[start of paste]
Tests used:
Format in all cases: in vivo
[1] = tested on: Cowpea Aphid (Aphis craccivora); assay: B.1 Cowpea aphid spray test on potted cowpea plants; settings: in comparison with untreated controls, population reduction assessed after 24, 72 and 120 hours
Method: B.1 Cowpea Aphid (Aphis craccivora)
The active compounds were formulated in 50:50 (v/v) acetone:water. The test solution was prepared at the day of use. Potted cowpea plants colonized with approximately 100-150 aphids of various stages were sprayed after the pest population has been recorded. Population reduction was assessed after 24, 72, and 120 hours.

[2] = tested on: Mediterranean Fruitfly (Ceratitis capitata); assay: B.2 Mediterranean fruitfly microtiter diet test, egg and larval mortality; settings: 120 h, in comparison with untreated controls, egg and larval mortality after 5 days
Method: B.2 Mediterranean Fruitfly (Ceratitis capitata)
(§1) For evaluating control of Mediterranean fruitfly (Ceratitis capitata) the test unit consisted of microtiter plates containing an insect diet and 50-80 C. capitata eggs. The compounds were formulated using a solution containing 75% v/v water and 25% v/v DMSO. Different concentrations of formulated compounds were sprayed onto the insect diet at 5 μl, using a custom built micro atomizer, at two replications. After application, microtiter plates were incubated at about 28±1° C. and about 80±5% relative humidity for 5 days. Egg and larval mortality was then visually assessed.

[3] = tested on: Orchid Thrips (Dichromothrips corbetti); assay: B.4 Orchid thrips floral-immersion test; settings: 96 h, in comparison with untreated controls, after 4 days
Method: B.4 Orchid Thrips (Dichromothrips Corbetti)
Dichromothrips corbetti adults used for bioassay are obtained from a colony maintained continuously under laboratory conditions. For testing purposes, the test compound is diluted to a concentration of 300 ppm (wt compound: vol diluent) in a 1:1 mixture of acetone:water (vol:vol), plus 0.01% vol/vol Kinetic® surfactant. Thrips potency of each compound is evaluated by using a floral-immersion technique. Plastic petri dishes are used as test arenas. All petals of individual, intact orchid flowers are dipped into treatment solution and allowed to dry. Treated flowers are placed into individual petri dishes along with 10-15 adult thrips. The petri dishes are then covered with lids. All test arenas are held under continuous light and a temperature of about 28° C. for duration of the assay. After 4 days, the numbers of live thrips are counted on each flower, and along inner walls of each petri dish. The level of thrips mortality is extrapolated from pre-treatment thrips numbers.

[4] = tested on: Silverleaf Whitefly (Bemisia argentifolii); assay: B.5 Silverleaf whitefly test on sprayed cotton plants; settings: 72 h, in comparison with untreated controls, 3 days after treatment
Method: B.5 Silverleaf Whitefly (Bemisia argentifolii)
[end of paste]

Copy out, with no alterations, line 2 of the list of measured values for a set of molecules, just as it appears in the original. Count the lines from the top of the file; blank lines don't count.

Format in all cases: in vivo